I have recently read two middle grade books that involve military families, crossroads in history and engaging girls in the process of discovering their place in the world. Second Fiddle by Rosanne Parry takes place in Berlin just after the Berlin wall comes down, and Deborah Wiles’ Count Down takes place during the Cuban Missile Crisis, in Maryland. I enjoyed both of these books and admire their authors’ ability to craft historic fiction that wears its era naturally and as an exciting and compelling backdrop to their protagonists’ journeys. Here are my Goodreads reviews.
Second Fiddle: Rosanne Parry handles this story of a young girl finding her confidence in friendship and her own musical ability, told against the backdrop of Berlin in the early 90’s, surely and with affection. I loved all three of her girls, distinct characters all, and enjoyed learning about military life and culture through each of them. The depth of the portrayal of music in a young life, the first glimmerings of a crush on an impossible object of admiration, daring actions and espionage, as well as the historical verisimilitude are a difficult mix to pull off, but I read this story with absorption. I rooted for Jody, her friends, her music and her escaped Russian soldier. I rooted for her family and for the trio to do well in the music competition. I relished the episode in Paris with its unexpected developments and its vivid descriptions and interactions. And I thought the relationship of Jody to her music, how it reflected her own sense of self, gave her a sense of accomplishment and mastery in an uncertain time and afforded joy was lovely. Just: yay!
Deborah Wiles spoke at last year’s SCBWI Western Washington conference and given her lovely presentation on the creation of her novel Count Down and the fact that I, too grew up in this era, for the life of me I can’t say why I waited so long to read this book. I listened to it as an audio book, so the illustrations, photographs and narrative asides made for a slightly cluttered listen, but Emma Galvin did a lovely job of narration.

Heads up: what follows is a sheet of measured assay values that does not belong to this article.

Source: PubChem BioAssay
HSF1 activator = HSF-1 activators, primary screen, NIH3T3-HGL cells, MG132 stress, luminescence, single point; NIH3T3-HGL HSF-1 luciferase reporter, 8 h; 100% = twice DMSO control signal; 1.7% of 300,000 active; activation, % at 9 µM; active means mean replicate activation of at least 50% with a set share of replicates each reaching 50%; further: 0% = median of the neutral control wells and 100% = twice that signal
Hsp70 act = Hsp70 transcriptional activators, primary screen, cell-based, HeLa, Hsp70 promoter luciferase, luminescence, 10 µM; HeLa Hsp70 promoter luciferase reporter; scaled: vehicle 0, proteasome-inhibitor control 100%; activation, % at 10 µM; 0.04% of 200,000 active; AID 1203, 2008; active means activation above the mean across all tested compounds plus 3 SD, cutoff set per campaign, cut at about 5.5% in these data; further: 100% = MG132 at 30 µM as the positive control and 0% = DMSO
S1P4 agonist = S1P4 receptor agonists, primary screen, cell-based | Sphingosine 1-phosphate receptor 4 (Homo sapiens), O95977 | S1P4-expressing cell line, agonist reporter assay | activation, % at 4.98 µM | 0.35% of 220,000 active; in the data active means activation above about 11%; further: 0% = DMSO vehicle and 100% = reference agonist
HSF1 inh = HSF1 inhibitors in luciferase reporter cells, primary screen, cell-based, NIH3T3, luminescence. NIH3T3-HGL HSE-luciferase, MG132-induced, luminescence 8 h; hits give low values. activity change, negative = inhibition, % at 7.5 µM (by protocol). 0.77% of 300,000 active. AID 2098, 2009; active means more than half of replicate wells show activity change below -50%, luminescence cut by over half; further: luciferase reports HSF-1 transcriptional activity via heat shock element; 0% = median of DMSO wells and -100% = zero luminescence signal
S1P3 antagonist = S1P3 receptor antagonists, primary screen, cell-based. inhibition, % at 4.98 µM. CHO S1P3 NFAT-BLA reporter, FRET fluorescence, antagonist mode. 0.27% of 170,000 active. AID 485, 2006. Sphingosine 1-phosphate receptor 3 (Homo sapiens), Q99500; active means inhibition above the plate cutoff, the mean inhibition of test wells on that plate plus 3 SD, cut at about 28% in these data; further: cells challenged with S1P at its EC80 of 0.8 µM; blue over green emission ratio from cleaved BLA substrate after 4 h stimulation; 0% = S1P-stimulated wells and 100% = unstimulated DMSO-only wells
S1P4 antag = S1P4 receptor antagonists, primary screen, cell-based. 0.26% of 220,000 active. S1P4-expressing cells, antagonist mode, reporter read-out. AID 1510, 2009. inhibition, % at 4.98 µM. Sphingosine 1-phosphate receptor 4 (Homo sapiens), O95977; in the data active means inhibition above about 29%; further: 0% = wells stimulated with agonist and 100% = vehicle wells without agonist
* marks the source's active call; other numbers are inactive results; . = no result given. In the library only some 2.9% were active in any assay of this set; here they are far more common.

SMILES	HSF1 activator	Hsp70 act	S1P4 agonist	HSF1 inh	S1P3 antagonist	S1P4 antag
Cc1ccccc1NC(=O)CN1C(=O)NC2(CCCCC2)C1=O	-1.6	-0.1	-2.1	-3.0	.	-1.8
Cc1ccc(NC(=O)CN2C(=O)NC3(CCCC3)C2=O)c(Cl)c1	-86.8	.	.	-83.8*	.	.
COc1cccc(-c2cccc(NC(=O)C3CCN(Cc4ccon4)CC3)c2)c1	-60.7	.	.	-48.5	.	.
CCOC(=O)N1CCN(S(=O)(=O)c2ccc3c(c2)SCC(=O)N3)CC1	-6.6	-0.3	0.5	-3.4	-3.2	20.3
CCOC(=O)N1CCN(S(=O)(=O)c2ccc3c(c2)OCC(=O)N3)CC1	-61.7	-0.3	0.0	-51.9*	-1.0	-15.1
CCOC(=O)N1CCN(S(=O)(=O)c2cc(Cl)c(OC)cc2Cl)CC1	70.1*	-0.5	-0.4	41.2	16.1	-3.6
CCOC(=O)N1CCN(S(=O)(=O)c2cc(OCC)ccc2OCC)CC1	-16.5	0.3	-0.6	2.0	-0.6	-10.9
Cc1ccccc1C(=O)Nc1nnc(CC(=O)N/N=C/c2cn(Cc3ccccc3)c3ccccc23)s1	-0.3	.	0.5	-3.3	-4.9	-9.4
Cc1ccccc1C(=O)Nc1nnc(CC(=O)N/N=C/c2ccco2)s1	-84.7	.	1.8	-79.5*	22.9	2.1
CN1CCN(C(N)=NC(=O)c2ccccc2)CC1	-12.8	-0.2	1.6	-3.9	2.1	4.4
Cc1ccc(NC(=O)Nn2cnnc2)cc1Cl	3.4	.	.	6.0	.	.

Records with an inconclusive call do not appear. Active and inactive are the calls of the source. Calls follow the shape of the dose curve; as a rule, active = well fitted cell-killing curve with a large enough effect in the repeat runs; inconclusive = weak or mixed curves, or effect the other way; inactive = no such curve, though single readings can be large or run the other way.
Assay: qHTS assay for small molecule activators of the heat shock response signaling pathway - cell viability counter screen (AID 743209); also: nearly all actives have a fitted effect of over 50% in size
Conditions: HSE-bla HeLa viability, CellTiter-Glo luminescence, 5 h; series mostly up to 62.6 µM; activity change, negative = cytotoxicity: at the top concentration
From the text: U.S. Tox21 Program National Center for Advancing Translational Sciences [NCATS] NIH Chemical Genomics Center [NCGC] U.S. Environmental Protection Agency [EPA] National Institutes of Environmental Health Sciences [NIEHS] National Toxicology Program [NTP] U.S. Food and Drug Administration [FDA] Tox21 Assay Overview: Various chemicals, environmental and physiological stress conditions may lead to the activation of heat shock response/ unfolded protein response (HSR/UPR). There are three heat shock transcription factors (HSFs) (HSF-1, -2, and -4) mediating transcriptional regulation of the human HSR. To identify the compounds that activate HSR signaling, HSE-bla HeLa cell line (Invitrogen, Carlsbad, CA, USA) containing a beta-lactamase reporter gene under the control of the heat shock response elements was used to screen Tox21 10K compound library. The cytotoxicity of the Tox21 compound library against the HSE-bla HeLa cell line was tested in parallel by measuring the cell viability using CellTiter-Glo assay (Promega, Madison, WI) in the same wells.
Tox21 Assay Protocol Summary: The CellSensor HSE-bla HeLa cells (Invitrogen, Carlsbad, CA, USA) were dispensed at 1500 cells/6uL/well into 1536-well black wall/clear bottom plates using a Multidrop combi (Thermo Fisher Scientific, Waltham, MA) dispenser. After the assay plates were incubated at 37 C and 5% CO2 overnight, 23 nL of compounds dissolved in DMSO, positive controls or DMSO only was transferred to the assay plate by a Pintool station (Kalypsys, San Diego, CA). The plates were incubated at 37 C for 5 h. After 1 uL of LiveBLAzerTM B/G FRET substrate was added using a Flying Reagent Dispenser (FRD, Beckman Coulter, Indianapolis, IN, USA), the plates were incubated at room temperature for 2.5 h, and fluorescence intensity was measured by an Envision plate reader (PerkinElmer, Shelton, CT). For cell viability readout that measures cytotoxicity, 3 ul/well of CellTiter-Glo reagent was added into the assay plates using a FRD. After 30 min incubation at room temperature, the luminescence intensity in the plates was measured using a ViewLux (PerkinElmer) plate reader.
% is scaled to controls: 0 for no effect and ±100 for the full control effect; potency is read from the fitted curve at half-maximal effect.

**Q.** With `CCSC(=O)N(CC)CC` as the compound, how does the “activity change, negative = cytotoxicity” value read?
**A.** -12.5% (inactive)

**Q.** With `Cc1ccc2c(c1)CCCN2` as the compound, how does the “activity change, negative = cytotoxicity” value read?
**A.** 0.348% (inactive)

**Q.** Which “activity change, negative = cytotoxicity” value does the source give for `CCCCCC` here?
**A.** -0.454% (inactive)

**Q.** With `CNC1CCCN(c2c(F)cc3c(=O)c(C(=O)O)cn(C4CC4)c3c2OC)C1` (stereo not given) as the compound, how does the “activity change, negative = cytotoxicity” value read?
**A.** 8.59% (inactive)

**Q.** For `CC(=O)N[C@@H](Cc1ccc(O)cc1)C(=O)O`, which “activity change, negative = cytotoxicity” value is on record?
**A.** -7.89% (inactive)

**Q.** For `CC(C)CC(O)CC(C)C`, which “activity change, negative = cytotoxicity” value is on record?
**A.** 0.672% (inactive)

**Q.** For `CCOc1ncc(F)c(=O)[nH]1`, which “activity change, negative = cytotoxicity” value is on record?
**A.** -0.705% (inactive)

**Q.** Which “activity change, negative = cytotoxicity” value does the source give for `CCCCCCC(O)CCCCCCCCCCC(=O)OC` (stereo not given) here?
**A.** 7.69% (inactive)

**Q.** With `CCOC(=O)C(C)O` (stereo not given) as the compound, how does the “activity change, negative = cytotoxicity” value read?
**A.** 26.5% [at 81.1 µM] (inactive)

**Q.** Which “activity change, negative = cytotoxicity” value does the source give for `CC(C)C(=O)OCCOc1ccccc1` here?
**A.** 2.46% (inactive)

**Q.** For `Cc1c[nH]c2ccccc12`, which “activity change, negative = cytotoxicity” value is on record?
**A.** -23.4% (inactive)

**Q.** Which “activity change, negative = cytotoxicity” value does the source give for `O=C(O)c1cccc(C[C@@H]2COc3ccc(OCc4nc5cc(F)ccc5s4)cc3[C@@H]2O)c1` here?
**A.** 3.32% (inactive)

This story of 12 year old Franny Chapman and her family, her father a pilot on Air Force One during the Cuban Missile Crisis of 1962. Wiles does a terrific job of the psychological setting of that Russia and A-Bomb-obsessed time, and holds to her narrator’s point of view, and the fear and dawning understanding of the complexity of issues that influence family choices and behaviors. The struggle to matter within the family, with a ‘saintly’ younger brother, a glamorous older sister and a shell shocked great uncle, the changes in friendships at a time when some girls grow up faster than other girls, the primacy of school and importance of every assignment and classroom occurrence, the sudden infatuation with a boy who was just a pal a year ago – all of these threads come together in this story of a girl working on becoming her best self. Ultimately, Franny takes her next step in growing up and finds herself secure within her strict but loving family.
Funny, immersive and utterly human, Countdown is the first in a Sixties trilogy. I look forward to the next book, though Countdown stands on its own, whole and complete. The choice to include photographs, quotes and other imagery from the time will no doubt help its readership understand the era and the context for much of Franny’s anxiety. For me, the story alone would have been enough.
With so many American families dealing with lives in the military, the cultural involvement, loss and adjustment to both children and adults, fiction that reflects difficulties as well as strengths within these experiences are necessary and welcome. These two also offer excellent writing, memorable characters and great storytelling and that’s a really, really good thing.
As always, should you choose to buy, consider your local independent bookstore, which also offers its own culture, inclusion and an important community gathering place.